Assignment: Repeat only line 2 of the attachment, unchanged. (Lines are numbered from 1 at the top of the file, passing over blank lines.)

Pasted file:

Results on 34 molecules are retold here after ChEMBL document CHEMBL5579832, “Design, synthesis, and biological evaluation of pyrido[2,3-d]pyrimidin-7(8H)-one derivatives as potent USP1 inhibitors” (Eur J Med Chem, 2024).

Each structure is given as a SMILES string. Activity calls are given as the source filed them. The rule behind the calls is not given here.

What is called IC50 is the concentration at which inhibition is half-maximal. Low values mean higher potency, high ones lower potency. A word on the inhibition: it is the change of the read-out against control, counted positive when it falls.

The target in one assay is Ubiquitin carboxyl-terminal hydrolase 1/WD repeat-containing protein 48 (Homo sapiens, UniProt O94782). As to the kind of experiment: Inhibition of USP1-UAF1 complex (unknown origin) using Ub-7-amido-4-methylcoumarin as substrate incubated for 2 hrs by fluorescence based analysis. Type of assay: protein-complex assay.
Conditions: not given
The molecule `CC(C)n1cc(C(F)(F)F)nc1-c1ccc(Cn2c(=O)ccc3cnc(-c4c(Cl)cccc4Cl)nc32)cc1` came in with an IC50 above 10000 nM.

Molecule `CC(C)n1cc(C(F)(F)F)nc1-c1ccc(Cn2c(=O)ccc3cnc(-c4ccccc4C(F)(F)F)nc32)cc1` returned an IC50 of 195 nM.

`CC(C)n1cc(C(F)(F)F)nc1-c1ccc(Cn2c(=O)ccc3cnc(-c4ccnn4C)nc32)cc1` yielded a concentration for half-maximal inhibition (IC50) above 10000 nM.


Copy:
Each structure is given as a SMILES string. Activity calls are given as the source filed them. The rule behind the calls is not given here.